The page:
How do we approach prophetic literature?
In this age of fear, too often the study of prophecy becomes even more fear-full. Bible teachers who proclaim fashionable topics related to prophecy and the end times frequently focus more attention on the “anti-christs” than on Christ himself. Current events are distorted as specific prophecies are detached from the historical framework, and become selectively attached to specific nations today.
The key to prophetic interpretation is to focus on the redemptive activity of God, rather than being caught up with the latest minute-by-minute drama of world events proclaimed by CNN/Fox News updates. Prophecy finds fulfillment in Jesus Christ—in his first coming in the first century, and in his second coming at the end of time.
Principles of prophetic interpretation
Too often interpreters will omit or bypass this crucial point. The original prophets wrote and spoke for their own day and time first and foremost, and then secondarily pointing toward the future. The function of the prophet was to speak to his own contemporaries the two fold message: Law and Gospel. By doing so he was calling the people to repentance and believing God’s promises of salvation. Two words help us keep this dual focus:
Forth-telling: speaking the Word of God to the people at the time of the prophet’s utterances.
The historical factor is important in both aspects of focus. A critical mistake is made by those who read prophecy out of context.
God entered into covenant with sinful humans. The primary covenants have been established by God and based on God’s grace; that is, all of God’s redemptive activity in history revolves around the covenant. The covenantal understanding of Biblical history does not lead to a “dispensational” approach, namely that God operates in different ways in each dispensation. Rather the covenantal understanding of history leads to a recognition of purpose and goal in human history. The entire prophetic message deals with sin, judgment, salvation, hope, faith, and the future, which all relate to God’s covenant with humans as fulfilled throughout history.
Critical Covenant texts
Genesis 12:1-3, 7; Genesis 15:1-6 (7-18); Genesis 17
Exodus 5:22-6:8; Exodus 19:4-6; Exodus 20:24
2 Samuel 7:12-13; Jeremiah 31:31-34; Amos 9:11
Matthew 26:26-28 (and parallels in Mark and Luke)
Romans 3-4; Galatians 3; Hebrews 8-9; 1 Peter 2:4-10
This refers to the prophetic look forward that cannot be separated from God’s covenant activity. The covenant with Abram (Abraham) in Genesis 12 and 15, is expanded through specific instances with Moses, promised through David, and finally fulfilled in Christ (Messiah).
As noted above any fore-telling under the covenant can refer to near-term events, to Christ’s first coming, or to Christ’s second coming (end of time).
Never does a later expansion of one aspect of the covenant nullify or change the original covenant promise and fulfillment. That is, the specific covenant with the people of Israel (Exodus 20, etc.) cannot override the covenant with Abraham (see Galatians 3:15-29). Thus, those who want everything prophetic to focus on the nation of Israel lose the covenant perspective presented throughout the entire Bible. In such a twist of the prophetic message, Israel supplants Jesus Christ as the key to all of Biblical revelation, history, and prophetic proclamation. And such teaching takes away the glory of what Christ has done, is doing, and will do.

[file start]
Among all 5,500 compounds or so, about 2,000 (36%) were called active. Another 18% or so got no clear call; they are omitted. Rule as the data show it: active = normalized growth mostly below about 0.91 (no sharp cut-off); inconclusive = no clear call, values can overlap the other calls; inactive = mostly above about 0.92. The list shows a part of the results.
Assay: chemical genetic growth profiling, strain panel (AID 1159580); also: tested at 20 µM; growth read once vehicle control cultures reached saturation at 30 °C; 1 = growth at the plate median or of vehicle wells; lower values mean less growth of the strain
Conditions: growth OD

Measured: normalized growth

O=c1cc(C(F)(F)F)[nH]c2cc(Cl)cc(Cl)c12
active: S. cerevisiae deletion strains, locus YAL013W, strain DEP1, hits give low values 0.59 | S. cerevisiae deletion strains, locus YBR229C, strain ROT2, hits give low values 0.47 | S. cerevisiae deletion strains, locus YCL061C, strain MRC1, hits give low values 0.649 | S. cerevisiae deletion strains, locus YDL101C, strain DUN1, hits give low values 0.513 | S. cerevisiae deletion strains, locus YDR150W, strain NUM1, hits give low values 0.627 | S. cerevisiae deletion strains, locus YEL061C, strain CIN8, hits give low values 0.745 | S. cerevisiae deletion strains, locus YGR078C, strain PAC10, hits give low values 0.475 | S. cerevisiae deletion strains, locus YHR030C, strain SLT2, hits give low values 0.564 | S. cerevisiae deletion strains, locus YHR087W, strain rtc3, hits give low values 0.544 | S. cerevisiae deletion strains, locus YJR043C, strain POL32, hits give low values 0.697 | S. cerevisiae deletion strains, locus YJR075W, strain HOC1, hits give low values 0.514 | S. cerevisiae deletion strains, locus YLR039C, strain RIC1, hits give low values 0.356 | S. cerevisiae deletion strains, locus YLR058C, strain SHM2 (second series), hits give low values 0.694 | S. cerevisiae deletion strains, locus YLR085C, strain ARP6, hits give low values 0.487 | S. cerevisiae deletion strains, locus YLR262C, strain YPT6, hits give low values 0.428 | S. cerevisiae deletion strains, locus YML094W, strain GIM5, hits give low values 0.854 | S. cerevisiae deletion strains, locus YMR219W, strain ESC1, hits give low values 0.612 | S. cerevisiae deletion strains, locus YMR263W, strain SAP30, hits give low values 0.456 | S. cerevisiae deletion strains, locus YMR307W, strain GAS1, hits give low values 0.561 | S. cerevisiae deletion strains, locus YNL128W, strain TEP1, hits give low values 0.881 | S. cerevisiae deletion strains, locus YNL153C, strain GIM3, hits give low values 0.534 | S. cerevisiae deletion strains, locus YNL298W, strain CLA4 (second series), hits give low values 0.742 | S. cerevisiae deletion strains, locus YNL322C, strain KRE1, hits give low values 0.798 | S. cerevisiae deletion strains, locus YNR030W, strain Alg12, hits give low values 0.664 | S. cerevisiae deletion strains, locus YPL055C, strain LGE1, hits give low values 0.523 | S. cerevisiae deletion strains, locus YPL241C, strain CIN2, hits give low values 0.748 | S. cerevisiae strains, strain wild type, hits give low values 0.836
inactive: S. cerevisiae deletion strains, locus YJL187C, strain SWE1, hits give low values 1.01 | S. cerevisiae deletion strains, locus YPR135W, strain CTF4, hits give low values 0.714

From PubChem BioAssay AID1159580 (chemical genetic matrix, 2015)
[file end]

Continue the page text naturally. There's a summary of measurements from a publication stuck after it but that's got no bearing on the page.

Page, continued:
Sometimes a prophet will write a specific prophecy but include several components (near-term, 1st coming, 2nd coming) all with a couple verses. This gives the shortened perspective. I liken this to traveling west on I-70 across Kansas heading into Colorado. In the far distance, the traveler sees Pike’s Peak, and many smaller mountains. From the long perspective, it appears that some of the mountains and Pike’s Peak all meld into one mountain. But as the traveler continues, she discovers that she has to drive over many of those smaller mountains, and Pike’s Peak is still in the distance.
In prophecy we can experience that same thing. Joel 2:18-29 provides one example of several future events (restoration of the nation, pouring out the Holy Spirit, Acts 2, signs of the end, etc.) all melded into one prophetic event. Such a caution will help us avoid taking texts out of context and thus interpret texts within linguistic context and within covenant context.
Even more, we then can see how the New Testament sees fulfillment in Christ.
[Yahweh said:] “In that day I will raise up the fallen booth of David, and wall up its breaches; I will also raise up its ruins and rebuild it as in the ddays of old; that they may possess the remnant of Edom and all the nations who are called by My name,”
[James said:] “Simeon has related how God first concerned Himself about taking from among the Gentiles a people for His name. With this the words of the Prophets agree, just as it is written,
‘After these things I will return, and I will rebuild the tabernacle of David which has fallen, and I will rebuild its ruins, and I will restore it,
so that the rest of mankind may seek the Lord, and all the gentiles who are called by my name,’ says the lord, who makes these things known from long ago.
So a text that seems Israel-specific is in fact according to the New Testament, much broader in fulfillment in Christ and ultimately demonstrates the covenant fulfillment of Genesis 12:1-3.